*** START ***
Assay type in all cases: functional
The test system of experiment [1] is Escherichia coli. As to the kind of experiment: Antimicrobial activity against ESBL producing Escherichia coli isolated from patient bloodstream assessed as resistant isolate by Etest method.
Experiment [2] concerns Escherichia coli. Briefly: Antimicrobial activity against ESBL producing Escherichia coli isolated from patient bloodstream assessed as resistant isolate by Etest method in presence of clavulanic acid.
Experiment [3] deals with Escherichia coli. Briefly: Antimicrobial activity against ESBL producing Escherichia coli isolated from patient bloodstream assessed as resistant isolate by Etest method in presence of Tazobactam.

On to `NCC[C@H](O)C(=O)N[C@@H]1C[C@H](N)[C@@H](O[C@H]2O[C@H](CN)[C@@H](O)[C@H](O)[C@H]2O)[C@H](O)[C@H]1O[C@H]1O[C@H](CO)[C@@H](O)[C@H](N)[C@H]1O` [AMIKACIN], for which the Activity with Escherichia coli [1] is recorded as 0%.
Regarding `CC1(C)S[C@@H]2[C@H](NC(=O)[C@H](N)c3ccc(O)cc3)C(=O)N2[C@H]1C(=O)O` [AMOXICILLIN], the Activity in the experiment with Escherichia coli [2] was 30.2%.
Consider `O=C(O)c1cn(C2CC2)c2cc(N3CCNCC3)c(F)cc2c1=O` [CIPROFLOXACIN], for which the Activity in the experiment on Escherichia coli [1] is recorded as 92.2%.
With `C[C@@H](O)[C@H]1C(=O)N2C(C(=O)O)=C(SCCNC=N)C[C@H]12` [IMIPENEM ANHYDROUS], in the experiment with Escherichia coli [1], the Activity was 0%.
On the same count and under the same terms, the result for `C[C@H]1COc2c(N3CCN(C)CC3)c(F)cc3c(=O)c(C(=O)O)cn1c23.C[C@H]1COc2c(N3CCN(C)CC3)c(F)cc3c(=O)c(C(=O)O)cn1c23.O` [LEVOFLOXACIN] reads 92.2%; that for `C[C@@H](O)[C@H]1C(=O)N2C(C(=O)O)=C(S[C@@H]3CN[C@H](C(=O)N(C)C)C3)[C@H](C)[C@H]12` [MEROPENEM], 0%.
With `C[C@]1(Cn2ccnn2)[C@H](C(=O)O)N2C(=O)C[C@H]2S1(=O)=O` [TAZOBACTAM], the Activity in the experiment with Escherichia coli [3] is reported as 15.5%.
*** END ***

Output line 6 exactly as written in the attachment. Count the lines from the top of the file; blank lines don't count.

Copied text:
Regarding `CC1(C)S[C@@H]2[C@H](NC(=O)[C@H](N)c3ccc(O)cc3)C(=O)N2[C@H]1C(=O)O` [AMOXICILLIN], the Activity in the experiment with Escherichia coli [2] was 30.2%.